I spent part of Wednesday at the World Press Photo exhibition, at Shed 11 in Wellington. Ever since I first saw the WPP exhibition in Amsterdam 14 years ago, I vowed to see this annual exhibition at whatever opportunity I could.
It is a ‘love-hate’ thing I guess. The power of the imagery is incredible. The gut wrenching response to what is often the worst of humanity, is at times difficult. Yet the power of photography is such, you can’t ignore the role of image making in the world we live in.
To anyone who has never seen the exhibition, the experience is extremely worth it. The web link for the annual competition appears below. You can view the winning imagery within the assorted categories by clicking on the respective links.
Of equal interest too, is the debate that usually occurs at this time of year, following the annual NZIPP awards. The usual moans and groans appear about what is photography, and the distain for the level of Photoshop post production. Personally I just don’t get it. It was an debate 5-10 yrs ago, but I don’t see it still in 2010.
Is Avatar not a movie because you cant visit the planet? Is Shrek less enjoyable because it is animated on computer? Again, I just don’t think so. They are just different genres of movie. Not better, not worse. Yet I won’t bag Sci-Fi just because I like comedies for example. I cant help wonder if some photographers could better spend their time embracing technology, rather than fighting what is an envitable trend.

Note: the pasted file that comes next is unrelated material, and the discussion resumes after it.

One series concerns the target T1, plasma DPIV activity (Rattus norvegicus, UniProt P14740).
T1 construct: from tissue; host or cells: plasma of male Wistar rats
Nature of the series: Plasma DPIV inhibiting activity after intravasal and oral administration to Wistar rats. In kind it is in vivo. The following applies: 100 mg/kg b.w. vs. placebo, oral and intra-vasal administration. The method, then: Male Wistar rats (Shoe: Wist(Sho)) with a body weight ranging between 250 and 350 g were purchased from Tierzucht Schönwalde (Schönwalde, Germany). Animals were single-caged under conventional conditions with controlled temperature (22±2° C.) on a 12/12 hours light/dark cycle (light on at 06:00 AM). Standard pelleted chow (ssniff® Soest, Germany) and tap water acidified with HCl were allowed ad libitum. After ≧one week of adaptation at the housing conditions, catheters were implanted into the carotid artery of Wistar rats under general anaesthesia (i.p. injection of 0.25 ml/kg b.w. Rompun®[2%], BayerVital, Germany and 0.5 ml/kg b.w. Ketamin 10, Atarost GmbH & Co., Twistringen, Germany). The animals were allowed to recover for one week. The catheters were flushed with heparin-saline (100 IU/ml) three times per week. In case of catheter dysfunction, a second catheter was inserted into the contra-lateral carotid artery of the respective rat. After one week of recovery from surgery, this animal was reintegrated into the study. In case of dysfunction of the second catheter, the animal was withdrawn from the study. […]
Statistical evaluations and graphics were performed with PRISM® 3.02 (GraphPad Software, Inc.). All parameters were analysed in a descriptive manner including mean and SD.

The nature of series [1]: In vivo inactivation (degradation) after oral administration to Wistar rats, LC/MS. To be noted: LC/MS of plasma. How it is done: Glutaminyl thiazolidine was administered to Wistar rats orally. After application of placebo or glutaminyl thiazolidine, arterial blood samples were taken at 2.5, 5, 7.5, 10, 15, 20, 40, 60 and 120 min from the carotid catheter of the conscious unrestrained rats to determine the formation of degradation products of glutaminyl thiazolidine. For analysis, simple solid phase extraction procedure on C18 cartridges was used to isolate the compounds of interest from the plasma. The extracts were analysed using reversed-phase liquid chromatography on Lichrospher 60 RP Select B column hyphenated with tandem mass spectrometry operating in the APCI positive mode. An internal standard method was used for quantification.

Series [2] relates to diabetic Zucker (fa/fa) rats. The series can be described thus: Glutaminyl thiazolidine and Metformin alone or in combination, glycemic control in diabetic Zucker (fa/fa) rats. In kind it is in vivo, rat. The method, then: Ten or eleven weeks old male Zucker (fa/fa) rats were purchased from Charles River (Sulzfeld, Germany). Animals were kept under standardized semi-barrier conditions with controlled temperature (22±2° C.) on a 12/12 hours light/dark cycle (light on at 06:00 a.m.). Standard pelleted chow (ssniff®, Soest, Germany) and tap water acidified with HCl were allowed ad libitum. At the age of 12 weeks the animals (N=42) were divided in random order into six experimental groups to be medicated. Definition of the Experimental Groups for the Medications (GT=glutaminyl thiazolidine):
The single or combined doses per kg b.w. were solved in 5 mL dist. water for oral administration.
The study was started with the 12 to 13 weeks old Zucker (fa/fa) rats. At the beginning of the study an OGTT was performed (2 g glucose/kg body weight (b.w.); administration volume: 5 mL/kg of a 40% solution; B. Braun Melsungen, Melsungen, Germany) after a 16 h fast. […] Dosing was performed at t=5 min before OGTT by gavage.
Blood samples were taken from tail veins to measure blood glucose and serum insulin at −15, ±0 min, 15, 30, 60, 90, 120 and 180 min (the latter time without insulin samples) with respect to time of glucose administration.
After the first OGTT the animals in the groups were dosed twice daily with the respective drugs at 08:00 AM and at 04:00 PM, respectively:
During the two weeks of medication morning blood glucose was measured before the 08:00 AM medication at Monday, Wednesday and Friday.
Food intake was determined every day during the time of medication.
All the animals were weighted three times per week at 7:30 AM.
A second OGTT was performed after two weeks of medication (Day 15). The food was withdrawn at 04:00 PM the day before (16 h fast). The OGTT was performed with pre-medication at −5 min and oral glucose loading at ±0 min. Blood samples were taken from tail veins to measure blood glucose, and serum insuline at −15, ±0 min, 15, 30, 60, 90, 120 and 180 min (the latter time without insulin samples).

At the end of the day, it is the image in front of you that counts. If it originates through lens in some form, then generally seems to be accepted internationally as being of photographic nature. Whether you like the result, then that is a different question. That to me is more valid, rather than if it is valid medium for expression.
Likewise, whether you get two awards or two hundred, gold or silver….Again I don’t see that it really matters. But awards are a tool in the professional development arsenal of all photographers to help sculpt their craft. As a professional craftsman, the question must surely be how can you become a better photographer? If that involves a computer, then this is just the new darkroom. That is part of the modern photographers toolkit as much as the darkroom once was.
To that end, be it NZIPP or World Press Photo awards. The choice as a photographer remains yours. Whatever your genre, can you produce powerful photos that can evoke a response?
To me, it is about being the best in your trade, and creating the best imagery you can.
PS – If it helps, the gold print below has minimal post production, that has consisted pretty much of colour balance, perspective control, selective dust cloning, in addition to my usual RAW workflow outputs. For those purists, there is hope!!